I remembered my kids in school too, who had tears of different shades in their eyes on learning of my imminent departure. They weren’t just kids; they were bright kids – but even those weren’t bright enough to understand that even good things change sooner or later. We had gotten so used to each other that ‘good-bye’ became terribly hard to say. Most of them were from the north – and couldn’t even pronounce my (simple) name but our relationship had been defined by purpose. I had told them “I’m Imisi, your Maths guide. I’m here to help you along whatever paths you choose” and we had all worked with that. It had never for once mattered that I wasn’t from amongst them. I had become their ‘uncle’ and they my waking thoughts – but, just like that, with one last lecture and the exchange of phone, email and SNS details, it was all going to change.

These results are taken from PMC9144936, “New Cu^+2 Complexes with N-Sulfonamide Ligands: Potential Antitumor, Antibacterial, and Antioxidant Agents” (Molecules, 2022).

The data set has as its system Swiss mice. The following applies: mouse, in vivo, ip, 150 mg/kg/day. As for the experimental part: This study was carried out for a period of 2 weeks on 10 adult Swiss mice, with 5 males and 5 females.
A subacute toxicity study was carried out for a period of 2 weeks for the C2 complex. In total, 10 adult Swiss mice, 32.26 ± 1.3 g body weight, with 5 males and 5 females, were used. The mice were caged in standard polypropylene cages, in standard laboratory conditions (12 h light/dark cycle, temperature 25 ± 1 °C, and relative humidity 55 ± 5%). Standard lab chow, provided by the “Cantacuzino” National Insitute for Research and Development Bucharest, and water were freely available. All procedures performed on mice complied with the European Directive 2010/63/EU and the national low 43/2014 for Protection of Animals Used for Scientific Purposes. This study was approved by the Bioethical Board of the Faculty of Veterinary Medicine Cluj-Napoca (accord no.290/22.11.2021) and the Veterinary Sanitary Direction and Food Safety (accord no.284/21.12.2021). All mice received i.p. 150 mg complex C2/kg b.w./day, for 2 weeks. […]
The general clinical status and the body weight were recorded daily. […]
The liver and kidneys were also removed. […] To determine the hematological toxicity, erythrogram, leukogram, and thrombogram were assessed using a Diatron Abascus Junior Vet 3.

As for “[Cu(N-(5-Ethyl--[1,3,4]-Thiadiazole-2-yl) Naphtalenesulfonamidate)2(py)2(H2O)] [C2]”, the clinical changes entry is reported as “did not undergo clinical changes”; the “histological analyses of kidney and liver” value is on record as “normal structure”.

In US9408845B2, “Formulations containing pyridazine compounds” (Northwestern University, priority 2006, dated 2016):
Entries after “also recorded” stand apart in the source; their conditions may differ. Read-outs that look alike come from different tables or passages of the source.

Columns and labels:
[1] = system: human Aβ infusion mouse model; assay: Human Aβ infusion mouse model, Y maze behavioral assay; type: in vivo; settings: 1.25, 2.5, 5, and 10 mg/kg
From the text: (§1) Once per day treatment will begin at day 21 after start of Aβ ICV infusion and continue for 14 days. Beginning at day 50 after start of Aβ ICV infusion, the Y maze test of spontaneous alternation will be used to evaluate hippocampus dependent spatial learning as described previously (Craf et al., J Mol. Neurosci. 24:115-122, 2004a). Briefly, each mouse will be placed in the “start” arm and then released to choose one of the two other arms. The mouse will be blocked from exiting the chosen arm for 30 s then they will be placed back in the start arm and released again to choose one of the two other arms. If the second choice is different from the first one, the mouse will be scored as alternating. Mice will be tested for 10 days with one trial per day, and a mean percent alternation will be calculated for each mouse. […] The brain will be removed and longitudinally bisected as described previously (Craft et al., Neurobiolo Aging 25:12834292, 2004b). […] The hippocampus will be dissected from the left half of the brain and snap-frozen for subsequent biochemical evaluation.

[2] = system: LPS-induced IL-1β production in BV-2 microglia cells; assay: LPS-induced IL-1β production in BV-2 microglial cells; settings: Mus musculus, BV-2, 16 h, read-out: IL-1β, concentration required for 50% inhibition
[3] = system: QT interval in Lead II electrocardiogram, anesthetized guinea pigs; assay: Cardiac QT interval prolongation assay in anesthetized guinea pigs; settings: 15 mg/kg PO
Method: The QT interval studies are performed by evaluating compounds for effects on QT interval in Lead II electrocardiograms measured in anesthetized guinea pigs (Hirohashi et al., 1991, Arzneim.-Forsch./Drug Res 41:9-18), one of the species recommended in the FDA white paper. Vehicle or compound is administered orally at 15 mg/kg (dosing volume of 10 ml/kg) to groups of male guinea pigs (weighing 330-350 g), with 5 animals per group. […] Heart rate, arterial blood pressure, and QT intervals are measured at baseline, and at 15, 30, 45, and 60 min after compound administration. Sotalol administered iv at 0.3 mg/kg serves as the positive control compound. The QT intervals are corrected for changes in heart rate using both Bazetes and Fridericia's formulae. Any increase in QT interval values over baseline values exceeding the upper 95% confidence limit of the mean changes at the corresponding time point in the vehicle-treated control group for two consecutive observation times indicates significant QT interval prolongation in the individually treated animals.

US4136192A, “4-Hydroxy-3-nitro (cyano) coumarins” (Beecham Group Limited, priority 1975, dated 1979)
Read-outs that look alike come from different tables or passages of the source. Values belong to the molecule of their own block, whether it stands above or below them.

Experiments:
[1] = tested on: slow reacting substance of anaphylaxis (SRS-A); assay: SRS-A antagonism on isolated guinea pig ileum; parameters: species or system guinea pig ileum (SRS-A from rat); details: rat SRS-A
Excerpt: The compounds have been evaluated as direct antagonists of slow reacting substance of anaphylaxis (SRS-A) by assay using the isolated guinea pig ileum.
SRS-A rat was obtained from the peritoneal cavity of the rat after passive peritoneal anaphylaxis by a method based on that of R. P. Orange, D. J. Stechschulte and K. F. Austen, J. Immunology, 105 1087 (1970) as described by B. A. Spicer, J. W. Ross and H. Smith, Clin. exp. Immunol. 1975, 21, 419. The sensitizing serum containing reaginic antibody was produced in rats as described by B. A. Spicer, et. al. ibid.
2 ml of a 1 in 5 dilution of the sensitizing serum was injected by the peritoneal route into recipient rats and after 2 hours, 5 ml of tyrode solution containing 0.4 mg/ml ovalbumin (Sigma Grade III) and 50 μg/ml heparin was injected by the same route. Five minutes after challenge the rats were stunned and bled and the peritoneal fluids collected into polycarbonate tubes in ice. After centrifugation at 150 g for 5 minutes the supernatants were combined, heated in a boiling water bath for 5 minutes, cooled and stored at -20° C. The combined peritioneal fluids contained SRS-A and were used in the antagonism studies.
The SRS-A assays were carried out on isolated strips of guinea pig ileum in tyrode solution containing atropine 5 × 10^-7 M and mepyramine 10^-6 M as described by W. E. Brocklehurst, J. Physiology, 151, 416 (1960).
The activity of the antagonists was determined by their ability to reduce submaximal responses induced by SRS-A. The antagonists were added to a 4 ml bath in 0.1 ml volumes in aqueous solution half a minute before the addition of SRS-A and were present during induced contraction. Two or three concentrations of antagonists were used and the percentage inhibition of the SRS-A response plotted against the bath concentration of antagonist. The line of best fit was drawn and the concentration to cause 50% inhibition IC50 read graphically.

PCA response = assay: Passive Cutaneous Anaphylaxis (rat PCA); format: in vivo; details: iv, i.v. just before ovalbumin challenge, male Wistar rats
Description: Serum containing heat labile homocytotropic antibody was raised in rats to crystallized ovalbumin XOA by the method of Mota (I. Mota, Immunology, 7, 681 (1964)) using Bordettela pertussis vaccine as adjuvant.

Thoughts of my CDS group rushed into my head; a real microcosm of the nation it had been. Its executives had included guys and girls from all over the map – but every time a decision was to be reached, group interests and goals always came first. No one ever needed to ask “where are you from again?” before knowing if an idea benefitted the unit or not. We had grown in to a fairly well-knit family; quite often, issues arose, but those were tackled in love. We had all learnt to look forward to our Friday meetings; particularly, the 5-minute talk, when one of us would talk to us on a randomly chosen topic for five minutes. I had come from ‘fortunate inclusion’, through ‘cables boy’ in camp, to become the group’s Editor and number-1 fan. Again, just like that, it was all going to change after one parting speech.